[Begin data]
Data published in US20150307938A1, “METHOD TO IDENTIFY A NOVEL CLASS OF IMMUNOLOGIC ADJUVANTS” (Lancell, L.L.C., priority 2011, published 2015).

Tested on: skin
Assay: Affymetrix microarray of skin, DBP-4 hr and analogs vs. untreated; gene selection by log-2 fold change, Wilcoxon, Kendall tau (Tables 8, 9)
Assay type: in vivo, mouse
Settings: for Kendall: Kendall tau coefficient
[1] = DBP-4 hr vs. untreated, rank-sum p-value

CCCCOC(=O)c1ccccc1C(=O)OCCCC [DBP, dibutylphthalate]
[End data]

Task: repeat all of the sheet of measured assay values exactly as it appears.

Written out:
Data published in US20150307938A1, “METHOD TO IDENTIFY A NOVEL CLASS OF IMMUNOLOGIC ADJUVANTS” (Lancell, L.L.C., priority 2011, published 2015).

Tested on: skin
Assay: Affymetrix microarray of skin, DBP-4 hr and analogs vs. untreated; gene selection by log-2 fold change, Wilcoxon, Kendall tau (Tables 8, 9)
Assay type: in vivo, mouse
Settings: for Kendall: Kendall tau coefficient
[1] = DBP-4 hr vs. untreated, rank-sum p-value

CCCCOC(=O)c1ccccc1C(=O)OCCCC [DBP, dibutylphthalate]